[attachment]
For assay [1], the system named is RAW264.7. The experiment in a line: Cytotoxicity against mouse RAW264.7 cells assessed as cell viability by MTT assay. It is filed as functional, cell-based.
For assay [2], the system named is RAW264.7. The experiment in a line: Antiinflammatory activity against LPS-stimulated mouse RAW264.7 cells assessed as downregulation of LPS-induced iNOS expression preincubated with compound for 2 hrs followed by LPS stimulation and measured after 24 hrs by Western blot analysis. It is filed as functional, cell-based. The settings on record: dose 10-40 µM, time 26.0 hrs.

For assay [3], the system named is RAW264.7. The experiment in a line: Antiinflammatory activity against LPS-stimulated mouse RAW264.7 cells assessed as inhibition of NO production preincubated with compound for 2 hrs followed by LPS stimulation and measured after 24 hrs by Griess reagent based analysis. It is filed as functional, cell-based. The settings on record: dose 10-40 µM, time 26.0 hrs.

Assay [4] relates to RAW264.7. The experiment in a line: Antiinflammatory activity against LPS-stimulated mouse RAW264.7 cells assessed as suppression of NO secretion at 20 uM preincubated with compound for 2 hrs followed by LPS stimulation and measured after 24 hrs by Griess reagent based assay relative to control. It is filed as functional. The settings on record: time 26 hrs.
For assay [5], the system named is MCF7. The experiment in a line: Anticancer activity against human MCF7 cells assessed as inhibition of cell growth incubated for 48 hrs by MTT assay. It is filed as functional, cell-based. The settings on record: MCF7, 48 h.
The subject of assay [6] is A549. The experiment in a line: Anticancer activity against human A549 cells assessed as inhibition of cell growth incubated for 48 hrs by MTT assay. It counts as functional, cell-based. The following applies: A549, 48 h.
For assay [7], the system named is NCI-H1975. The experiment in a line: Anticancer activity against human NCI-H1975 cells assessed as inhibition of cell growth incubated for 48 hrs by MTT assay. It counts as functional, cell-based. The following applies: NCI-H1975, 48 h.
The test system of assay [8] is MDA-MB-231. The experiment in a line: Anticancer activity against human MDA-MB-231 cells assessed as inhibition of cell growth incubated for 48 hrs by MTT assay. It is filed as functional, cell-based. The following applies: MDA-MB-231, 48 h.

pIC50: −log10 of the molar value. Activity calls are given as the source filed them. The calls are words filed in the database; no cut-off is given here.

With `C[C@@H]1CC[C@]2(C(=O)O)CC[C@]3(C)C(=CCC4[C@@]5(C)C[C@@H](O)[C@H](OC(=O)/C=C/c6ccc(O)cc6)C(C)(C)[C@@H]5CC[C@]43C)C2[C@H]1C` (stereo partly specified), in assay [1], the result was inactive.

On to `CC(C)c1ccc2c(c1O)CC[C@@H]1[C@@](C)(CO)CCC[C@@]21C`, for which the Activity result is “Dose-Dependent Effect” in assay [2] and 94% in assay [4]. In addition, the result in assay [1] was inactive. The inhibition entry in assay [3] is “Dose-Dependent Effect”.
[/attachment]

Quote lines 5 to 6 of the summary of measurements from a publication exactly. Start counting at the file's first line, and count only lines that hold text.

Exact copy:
For assay [5], the system named is MCF7. The experiment in a line: Anticancer activity against human MCF7 cells assessed as inhibition of cell growth incubated for 48 hrs by MTT assay. It is filed as functional, cell-based. The settings on record: MCF7, 48 h.
The subject of assay [6] is A549. The experiment in a line: Anticancer activity against human A549 cells assessed as inhibition of cell growth incubated for 48 hrs by MTT assay. It counts as functional, cell-based. The following applies: A549, 48 h.